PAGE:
Nissan Motorsport International. Mention these three words to anyone with an ounce of interest in the whole import scene and they will no doubt picture in their minds the numerous racecars that have worn the Nissan name throughout the years. Nismo, of course, is the official tuning arm of Nissan, a company that not only designs and develops aftermarket parts but one that builds racecars and race engines. Their experience in the motorsport field has allowed them to create some of the best and most sought after products out there, including complete cars. Their latest effort, the extremely limited edition Z-tune follows in a very short line of equally impressive machinery. First it was the S14 Silvia based 270R, then came the BCNR33 Skyline GT-R-based 400R and two years ago the R34 based Z-tune. When Nismo showed the car for the first time at the Nismo Festival back in 2004, it was announced that only 20 would be made. List price: a cool $153,500. There was no doubt that with a price tag like that the Z-tune was a very serious car. Although it might not have been the most powerful or even the fastest GT-R, it was, and still is, the most complete and accomplished street-going Skyline GT-R ever built. As the production of these 20 cars is ending, we decided to closely follow the build of the n16 Z-tune, the last of only a handful of these cars that will be sold outside Japan.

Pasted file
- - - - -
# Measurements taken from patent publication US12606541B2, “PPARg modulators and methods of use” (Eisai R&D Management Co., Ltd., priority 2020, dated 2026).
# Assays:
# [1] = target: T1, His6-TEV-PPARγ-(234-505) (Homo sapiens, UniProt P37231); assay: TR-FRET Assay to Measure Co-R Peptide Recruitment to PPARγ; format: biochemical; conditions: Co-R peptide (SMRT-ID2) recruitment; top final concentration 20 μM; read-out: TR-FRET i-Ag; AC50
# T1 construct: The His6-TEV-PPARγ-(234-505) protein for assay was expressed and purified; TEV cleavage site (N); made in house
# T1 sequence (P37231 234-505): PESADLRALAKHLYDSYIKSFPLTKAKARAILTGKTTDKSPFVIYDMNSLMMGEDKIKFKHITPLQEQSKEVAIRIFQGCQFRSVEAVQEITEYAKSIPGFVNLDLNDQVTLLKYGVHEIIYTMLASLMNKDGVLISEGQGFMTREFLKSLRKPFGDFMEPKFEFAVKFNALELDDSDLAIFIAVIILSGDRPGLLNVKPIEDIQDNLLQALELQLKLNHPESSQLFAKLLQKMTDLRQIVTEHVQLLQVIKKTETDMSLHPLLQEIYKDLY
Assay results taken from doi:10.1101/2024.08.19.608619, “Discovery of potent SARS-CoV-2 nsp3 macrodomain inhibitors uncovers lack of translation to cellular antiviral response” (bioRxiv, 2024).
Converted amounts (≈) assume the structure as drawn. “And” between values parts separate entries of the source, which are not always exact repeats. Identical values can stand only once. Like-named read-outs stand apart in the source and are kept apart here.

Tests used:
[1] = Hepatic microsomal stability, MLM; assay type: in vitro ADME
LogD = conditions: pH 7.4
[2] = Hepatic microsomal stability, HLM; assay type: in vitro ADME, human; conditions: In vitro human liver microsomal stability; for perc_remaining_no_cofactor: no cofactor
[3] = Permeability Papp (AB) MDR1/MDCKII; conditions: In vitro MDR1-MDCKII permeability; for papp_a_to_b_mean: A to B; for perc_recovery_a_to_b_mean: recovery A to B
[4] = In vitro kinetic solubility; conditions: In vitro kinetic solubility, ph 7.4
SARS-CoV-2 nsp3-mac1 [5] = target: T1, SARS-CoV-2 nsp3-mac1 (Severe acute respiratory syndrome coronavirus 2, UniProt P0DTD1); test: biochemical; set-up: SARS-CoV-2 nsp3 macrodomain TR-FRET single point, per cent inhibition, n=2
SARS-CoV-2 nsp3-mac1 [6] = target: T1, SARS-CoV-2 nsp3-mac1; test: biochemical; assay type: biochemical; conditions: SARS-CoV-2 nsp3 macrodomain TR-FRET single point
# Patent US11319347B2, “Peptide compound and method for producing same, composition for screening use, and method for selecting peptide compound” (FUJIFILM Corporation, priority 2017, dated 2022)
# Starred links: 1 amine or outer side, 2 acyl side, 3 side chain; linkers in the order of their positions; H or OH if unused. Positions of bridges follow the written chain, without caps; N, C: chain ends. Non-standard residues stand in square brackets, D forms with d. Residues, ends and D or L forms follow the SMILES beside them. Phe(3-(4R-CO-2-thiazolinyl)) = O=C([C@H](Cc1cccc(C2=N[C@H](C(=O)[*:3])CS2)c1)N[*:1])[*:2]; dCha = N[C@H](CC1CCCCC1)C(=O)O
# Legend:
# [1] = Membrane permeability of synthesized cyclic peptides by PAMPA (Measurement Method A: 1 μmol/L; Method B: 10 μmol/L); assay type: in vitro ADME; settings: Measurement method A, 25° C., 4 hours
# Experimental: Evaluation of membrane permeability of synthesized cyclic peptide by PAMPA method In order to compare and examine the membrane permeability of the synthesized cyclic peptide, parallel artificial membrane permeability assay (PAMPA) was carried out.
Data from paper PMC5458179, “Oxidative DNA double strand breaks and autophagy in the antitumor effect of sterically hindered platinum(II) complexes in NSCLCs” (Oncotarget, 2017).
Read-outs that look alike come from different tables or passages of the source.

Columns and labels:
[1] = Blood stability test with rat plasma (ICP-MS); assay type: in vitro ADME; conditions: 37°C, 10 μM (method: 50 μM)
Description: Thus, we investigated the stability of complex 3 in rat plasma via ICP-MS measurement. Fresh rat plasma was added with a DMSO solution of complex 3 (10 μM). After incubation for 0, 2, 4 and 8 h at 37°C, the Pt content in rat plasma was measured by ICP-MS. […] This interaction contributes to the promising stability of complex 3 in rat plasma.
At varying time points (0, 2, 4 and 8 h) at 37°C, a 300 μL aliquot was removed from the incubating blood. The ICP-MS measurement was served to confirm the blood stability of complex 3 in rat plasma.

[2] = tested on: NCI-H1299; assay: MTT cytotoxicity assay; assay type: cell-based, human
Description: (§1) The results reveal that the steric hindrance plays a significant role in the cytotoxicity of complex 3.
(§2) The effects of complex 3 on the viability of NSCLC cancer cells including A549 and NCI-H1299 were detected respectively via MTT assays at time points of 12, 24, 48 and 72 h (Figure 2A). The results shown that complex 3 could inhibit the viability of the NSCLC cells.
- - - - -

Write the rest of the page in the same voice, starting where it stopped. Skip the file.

The development of the Z-tune was a very slow one. It all started back in 2000 when Nismo showed the first prototype of the car at the Nismo Festival in Fuji Speedway. At that time the Z-tune was a stripped out race car, much like your usual tuner demonstration vehicles and packed a 600hp, 66kgm, 2.8L version of the RB26, badged "Z1." It certainly grabbed the crowd's attention as it won the tuner battle. The Nismo engineers had achieved what they set out to do. In 2001 the project evolved and began to incorporate details that would turn it into more of a road car than a track-only beast. This meant the addition of air conditioning; a full Connolly leather interior; a catalyst to meet stiffer emission regulations; and a decrease in power to the 500PS Z2 variant of the engine to make it more durable. As development continued, the 2.8L engine was used in the famed Nrburgring 24h Falken GT-R in 2003 and 2004 - where it came in 5th position behind far more advanced carbon chassis race cars. Nothing tests an engine like the German 24h race; and here again Nismo was happy with the engine's performance and team's result. One crucial step in the development process was a chassis and suspension setup trip to the Nrburgring Nordschleife, which allowed them a chance to test the car's capabilities to the fullest on the most demanding road on the planet. The end of 2004 saw the finalization of the Z-tune project where Nismo decided to make the car more special to set it apart from other GT-Rs. This included the design of a new front bumper with cleaner, more flowing lines and flared front wheel arches that mimic those of the GT-500 race Skylines, all built from carbon fiber. This, coupled with the R-tune carbon bonnet, side and rear skirts, would make the Z-tune instantly recognizable and a step above the rest. The interior gained a leather trim and an airbag-equipped steering wheel for the complete street car package.